“As for the bottom end,” Bruce continues, referring to the piston and crank assembly with the main engine block, “it is very, very rare that you’ll ever need to do anything to them, likewise head gasket failures are rare.
We perhaps see five per year, and we find that they are usually down to a lack of maintenance throughout the car’s life.” The message there, then, is to look after what you’ve got.
All systems go
Making our way to the main workshop, we’re introduced to Justin Stevens and Simon Wood who are in the process of removing an M103 engine from a 300SL that is in for restoration to bring it up to concourse condition. “This car has covered a little over 32,000 miles, so we are mainly doing cosmetic work as opposed to an internal overhaul,” Bruce explains. “The engine is still very good, so we discussed the work with the owner and recommended that it would be prudent to replace the valve stem oil seats in the cylinder head as a precaution, to which he agreed. Other than that, we’ll be stripping the engine and cleaning the ancillaries and the block itself before refitting everything.”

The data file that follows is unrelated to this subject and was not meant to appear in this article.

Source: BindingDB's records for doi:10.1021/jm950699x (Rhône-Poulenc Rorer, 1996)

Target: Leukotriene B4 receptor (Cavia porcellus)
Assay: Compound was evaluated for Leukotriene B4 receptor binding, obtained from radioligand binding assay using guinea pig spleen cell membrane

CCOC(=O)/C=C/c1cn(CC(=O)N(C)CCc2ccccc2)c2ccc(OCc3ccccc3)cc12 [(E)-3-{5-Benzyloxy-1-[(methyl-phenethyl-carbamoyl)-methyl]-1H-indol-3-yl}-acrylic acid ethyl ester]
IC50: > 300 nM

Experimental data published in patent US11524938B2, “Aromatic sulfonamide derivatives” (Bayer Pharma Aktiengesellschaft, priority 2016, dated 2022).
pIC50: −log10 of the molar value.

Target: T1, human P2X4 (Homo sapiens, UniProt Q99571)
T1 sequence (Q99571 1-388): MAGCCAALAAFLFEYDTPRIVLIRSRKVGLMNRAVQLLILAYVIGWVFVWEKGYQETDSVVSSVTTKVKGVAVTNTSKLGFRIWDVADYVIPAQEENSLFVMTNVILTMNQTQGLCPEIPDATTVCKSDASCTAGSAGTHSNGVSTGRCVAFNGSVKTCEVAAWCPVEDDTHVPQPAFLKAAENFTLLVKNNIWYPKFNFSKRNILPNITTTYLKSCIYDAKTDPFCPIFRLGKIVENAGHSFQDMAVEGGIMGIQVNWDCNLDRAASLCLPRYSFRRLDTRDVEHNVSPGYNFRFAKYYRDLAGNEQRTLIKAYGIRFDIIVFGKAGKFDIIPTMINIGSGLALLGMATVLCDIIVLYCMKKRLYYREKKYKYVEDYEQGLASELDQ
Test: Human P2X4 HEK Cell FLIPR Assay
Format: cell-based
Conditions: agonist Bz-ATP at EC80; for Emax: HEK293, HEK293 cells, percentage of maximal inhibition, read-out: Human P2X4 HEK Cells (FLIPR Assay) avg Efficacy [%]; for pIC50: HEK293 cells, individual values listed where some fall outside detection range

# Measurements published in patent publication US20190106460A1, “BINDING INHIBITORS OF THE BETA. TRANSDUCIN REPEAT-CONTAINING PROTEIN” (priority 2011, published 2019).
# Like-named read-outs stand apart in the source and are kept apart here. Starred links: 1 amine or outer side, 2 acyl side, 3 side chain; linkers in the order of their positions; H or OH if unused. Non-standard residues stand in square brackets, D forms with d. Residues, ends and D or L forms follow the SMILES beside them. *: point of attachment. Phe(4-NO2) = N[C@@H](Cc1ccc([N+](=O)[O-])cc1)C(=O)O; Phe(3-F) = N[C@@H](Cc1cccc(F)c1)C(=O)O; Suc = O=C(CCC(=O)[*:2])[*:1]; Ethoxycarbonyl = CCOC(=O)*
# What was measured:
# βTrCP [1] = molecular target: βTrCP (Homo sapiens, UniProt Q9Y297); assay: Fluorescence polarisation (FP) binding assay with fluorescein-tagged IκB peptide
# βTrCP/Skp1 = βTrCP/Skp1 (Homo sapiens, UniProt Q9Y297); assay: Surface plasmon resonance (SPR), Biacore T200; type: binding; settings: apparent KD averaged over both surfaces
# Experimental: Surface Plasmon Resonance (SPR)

Bruce makes it clear that even with minimal restoration work, it is imperative that before anything is disassembled it is photographed in position, then removed and cleaned.
After that, the parts are placed in labelled plastic bags, then put in a plastic storage box. Once the time comes to reassemble an engine, for example, each component is taken from its bag, stripped, cleaned, repaired and rebuilt when necessary, before being refitted to the engine block.
“With the subframe already out of the car, we will strip it down completely before sending it off to be shot blasted clean then powder coated to protect it in the future. Once we’ve got it back it will then be reassembled with new bushes and engine mounts prior to refitting. Yes, this work will add to the overall cost, but having discussed it with the customer, and explained the benefits of doing the subframe work while the engine is out of the car, he was in full agreement with us.”
Get your priorities correct